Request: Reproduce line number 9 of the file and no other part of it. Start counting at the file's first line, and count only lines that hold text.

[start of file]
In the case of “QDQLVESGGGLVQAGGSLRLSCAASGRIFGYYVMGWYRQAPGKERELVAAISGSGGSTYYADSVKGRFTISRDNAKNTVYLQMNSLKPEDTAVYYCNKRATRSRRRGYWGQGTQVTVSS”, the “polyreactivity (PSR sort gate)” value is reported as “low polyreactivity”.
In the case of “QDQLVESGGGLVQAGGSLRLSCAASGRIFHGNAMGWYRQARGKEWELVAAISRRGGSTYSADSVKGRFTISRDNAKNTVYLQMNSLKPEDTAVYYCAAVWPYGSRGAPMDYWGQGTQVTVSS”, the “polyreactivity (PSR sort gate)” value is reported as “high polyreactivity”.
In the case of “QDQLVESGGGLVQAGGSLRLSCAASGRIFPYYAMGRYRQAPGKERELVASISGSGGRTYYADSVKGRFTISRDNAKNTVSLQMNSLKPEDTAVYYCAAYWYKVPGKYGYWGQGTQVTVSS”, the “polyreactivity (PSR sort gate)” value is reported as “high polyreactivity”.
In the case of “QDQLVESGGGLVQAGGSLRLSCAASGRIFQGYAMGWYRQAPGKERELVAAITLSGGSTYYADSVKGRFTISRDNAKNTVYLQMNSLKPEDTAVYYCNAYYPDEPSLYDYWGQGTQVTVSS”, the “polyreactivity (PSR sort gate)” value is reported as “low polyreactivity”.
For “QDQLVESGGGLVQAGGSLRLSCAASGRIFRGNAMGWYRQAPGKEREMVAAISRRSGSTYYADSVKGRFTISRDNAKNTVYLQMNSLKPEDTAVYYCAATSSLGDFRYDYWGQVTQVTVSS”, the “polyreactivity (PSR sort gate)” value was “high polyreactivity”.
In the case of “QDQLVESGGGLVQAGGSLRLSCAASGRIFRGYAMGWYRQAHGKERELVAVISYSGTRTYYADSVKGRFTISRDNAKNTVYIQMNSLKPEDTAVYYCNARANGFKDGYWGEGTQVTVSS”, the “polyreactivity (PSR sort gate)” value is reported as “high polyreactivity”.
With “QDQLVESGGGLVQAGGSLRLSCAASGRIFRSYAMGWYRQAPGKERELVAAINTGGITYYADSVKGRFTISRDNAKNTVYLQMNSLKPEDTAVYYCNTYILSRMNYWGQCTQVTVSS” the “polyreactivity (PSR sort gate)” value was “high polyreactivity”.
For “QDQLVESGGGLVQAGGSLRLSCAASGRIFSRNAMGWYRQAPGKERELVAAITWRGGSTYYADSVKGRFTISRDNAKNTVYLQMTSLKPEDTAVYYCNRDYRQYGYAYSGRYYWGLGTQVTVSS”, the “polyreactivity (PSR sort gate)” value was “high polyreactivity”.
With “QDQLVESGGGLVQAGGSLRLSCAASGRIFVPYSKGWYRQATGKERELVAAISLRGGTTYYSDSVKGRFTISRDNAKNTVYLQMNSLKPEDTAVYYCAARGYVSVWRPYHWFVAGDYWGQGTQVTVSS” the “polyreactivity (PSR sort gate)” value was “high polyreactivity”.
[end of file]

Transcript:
With “QDQLVESGGGLVQAGGSLRLSCAASGRIFVPYSKGWYRQATGKERELVAAISLRGGTTYYSDSVKGRFTISRDNAKNTVYLQMNSLKPEDTAVYYCAARGYVSVWRPYHWFVAGDYWGQGTQVTVSS” the “polyreactivity (PSR sort gate)” value was “high polyreactivity”.